17. minstrel
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    minstrel Leader of the Insquirrelgency Staff Supporter Contributor

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    I lived on a woodlot when I was in high school, and one of my chores was cutting firewood. I was using chain saws and axes nearly every day. There is nothing that works out your frustrations better and more satisfyingly than hitting something as hard as you can with a nice heavy axe. We had axes, sledge hammers, mauls ... everything a growing boy needs! I became excellent at splitting logs. If I was angry with anybody, I pictured his face on the log, and with one swing, he was no more.

    I'm not that violent these days. I have no need to be.
     
  18. Juju Bagdasarian
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    Juju Bagdasarian Member

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    hahaha well i have forgotten how to use panctuation :D , and i hope he isnt trying to bully me because you know i am gonna get mad then and break stuff in my room like the nice Ikea lamp that i have, and scream at the screen '' you wan't a piece of me '' (i am kidding of course :D )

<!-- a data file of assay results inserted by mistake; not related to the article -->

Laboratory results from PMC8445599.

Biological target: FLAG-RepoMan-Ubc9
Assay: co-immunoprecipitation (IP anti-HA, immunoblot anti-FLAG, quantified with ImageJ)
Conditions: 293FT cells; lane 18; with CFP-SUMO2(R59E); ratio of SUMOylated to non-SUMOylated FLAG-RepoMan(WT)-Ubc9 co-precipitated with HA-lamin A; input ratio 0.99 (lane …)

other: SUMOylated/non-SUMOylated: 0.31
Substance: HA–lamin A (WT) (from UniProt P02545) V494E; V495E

I used to get in fights everyday i am not really scared more than once i fought with bigger guys, and i like have average height , weight nothing special about me. Once i punched a guy in the face because he pushed me away to cut in line and drink water i was in third grade then , he and his friend backed off after that. (they were fifth graders) the other time that i fought with a guy who was bigger than me it was this guy who kept making fun of me, one low kick and he was down but a teacher came and split us up. i won't lie, i was a pretty aggressive kid when i was young and i didn't like it when people looked down on me still don't but i never resort to violence anymore. The second guy i mentioned he is now one of my best frriends after we started playing yugioh together, 11 years have past since then and never fought again still play a Childrens card game to resolve our Diffrences though :D
     
  19. ProsonicLive
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    ProsonicLive Senior Member